11 October 2023 | Amelia Thornycroft (BMedSci)

Unravelling the Secrets of Aging: The Power of Epigenetic Clocks

Epigenetic clocks have emerged as a ground breaking tool for unravelling the mysteries of aging. Unlike traditional measures of age, which rely solely on the number of years since birth, epigenetic clocks assess an individual's biological age by analysing specific DNA methylation patterns. In this blog, we delve into the concept of epigenetic clocks, explore their accuracy and applications, and discuss their potential to revolutionise personalised medicine and longevity research.

Understanding Epigenetic Clocks

Epigenetic clocks are based on the emerging field of epigenetics, which studies heritable changes in gene expression patterns without altering the underlying DNA sequence. Epigenetic modifications, such as DNA methylation, play a crucial role in regulating gene activity and are known to change with age. By examining these methylation patterns at specific genomic locations, researchers can construct predictive models, or clocks, that estimate an individual's biological age with remarkable accuracy.

Accuracy and Validity

Several prominent epigenetic clocks have been developed, such as the Horvath clock and the Hannum clock. These clocks have demonstrated impressive precision in estimating biological age, often outperforming traditional chronological age as an indicator of overall health and mortality risk. The clocks are trained using large datasets that capture the DNA methylation patterns associated with aging, allowing them to make reliable predictions based on an individual's unique methylation profile.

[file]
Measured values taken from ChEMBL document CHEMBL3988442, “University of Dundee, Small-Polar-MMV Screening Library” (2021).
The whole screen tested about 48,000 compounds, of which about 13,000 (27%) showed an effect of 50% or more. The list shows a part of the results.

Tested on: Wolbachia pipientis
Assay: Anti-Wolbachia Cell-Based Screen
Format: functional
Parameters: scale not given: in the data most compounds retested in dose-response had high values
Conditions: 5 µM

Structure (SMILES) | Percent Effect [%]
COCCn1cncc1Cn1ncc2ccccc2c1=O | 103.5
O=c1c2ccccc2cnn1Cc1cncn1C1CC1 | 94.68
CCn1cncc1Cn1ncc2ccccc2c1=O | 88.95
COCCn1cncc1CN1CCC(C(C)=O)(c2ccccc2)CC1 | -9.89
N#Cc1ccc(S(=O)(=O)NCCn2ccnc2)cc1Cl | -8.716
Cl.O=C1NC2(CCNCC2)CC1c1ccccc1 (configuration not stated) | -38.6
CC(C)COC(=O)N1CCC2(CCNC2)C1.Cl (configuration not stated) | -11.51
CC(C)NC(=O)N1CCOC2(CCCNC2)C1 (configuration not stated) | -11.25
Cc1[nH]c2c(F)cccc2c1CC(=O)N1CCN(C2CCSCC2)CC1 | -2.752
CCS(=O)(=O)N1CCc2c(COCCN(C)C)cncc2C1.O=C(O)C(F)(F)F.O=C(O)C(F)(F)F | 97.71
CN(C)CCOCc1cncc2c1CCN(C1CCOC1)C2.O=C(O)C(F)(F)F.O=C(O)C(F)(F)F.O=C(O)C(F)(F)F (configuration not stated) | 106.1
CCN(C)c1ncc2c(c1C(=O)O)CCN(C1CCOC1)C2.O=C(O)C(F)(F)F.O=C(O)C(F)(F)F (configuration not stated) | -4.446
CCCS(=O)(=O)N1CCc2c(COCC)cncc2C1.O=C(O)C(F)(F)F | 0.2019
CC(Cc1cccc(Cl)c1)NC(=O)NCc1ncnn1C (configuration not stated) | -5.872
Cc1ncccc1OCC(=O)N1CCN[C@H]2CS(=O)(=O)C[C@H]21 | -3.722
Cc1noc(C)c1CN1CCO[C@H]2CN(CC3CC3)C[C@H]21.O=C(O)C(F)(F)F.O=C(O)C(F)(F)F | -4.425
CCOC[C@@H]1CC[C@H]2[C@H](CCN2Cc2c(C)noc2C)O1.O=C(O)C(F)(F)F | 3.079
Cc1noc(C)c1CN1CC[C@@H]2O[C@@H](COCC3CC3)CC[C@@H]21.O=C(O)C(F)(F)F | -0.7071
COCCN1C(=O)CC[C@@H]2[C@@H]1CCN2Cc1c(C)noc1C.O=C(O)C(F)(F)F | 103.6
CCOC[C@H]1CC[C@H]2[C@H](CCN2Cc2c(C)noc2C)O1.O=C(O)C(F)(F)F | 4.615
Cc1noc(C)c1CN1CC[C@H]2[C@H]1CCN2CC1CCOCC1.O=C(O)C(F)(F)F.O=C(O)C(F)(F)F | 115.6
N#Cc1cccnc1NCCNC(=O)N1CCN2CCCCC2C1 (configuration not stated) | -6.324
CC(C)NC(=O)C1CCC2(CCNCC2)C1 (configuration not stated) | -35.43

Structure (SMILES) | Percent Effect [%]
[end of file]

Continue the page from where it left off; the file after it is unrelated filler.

Applications in Personalised Medicine

Epigenetic clocks hold tremendous potential in the field of personalised medicine. By accurately assessing an individual's biological age, healthcare providers can identify age-related health risks and tailor preventive measures and treatment strategies accordingly. Early interventions based on biological age assessments could help mitigate the onset and progression of age-related diseases, ultimately leading to improved patient outcomes.

Anti-Aging Interventions and Therapies

Epigenetic clocks offer a powerful means to evaluate the effectiveness of anti-aging interventions. By monitoring changes in biological age over time, researchers can assess the impact of lifestyle modifications, pharmaceutical interventions, and regenerative therapies on the aging process. Epigenetic clocks provide a quantitative measure of the effectiveness of these interventions, allowing for data-driven decisions and personalised treatment plans.

Advancing Longevity Research

Epigenetic clocks have the potential to revolutionise longevity research. By analysing the biological age of individuals with exceptional longevity, researchers can uncover unique epigenetic signatures associated with healthy aging. This knowledge can lead to the identification of specific genetic, environmental, and lifestyle factors that promote longevity, potentially guiding the development of interventions to extend human lifespan and improve overall health in old age.

How does the Biological Age Check work?

The Biological Age Check testing approach to determining biological age uses epigenetic DNA modifications to measure DNA methylation patterns at specific locations on the genome, known as epigenetic clocks. These clocks are based on the idea that changes in DNA methylation patterns occur predictably over time and can be used to estimate a person's biological age.

Sample collection is easy! We send you your test kit in the mail, you provide your saliva sample at home and you post your sample back to the lab. The results of this test are typically back in 2-3 weeks following receipt of the sample at the lab.

Find out your Biological Age here: https://www.i-screen.com.au/tests/biological-age-test

Try i-screen's Biological Age Check
Amelia Thornycroft (BMedSci)
Amelia is passionate about Australia's preventive health agenda having worked with some of the world's largest pharmaceutical companies. Amelia moved to Perth 10 years ago where she founded i-screen to democratise pathology and open access to the health data that really matters.